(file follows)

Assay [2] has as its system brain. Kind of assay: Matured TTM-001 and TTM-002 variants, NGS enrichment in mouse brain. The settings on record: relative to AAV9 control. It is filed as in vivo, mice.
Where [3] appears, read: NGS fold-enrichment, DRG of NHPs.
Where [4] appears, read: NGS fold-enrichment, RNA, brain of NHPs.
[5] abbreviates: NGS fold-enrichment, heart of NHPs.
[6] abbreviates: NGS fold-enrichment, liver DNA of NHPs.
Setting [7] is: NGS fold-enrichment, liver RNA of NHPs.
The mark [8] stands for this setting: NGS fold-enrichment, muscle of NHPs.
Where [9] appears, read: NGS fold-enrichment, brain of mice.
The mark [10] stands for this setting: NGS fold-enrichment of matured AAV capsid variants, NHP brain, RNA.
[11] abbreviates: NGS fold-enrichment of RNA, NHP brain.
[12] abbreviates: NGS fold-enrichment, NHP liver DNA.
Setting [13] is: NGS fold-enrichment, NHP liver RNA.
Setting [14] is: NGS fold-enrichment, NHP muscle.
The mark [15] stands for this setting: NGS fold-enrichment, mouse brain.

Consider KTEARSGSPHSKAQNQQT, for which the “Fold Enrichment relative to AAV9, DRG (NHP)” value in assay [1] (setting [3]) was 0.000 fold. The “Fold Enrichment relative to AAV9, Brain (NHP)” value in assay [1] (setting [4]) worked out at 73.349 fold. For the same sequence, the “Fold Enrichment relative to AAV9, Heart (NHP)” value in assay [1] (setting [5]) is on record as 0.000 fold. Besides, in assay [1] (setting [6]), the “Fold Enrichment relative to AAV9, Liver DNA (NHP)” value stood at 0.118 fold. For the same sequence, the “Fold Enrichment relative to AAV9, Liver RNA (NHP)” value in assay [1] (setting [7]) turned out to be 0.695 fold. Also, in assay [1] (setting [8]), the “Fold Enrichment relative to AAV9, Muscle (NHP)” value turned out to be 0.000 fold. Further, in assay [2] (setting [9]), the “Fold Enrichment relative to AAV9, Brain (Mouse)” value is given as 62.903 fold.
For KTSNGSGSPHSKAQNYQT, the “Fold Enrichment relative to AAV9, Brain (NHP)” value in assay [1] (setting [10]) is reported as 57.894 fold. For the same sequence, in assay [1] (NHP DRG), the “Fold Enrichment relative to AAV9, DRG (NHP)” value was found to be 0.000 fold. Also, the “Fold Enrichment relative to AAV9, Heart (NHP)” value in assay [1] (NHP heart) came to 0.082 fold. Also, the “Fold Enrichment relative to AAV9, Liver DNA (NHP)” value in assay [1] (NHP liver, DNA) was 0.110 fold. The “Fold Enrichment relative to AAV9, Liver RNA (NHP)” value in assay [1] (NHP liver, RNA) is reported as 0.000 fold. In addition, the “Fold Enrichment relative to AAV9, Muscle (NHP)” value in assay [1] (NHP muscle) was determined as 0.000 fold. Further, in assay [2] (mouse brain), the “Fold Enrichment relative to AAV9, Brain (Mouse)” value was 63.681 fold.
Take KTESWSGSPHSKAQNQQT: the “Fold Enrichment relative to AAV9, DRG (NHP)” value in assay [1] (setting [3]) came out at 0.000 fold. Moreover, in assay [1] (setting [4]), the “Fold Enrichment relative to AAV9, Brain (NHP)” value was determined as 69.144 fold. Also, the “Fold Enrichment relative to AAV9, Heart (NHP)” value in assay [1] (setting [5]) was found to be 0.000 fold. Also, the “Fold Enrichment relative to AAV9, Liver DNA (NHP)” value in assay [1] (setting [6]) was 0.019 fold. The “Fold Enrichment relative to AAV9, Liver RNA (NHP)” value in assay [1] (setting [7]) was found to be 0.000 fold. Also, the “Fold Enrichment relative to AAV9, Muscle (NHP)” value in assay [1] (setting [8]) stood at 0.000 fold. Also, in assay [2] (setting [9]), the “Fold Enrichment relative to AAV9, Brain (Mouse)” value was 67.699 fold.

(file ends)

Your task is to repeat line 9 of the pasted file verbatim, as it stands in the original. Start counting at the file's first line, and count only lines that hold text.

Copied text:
The mark [10] stands for this setting: NGS fold-enrichment of matured AAV capsid variants, NHP brain, RNA.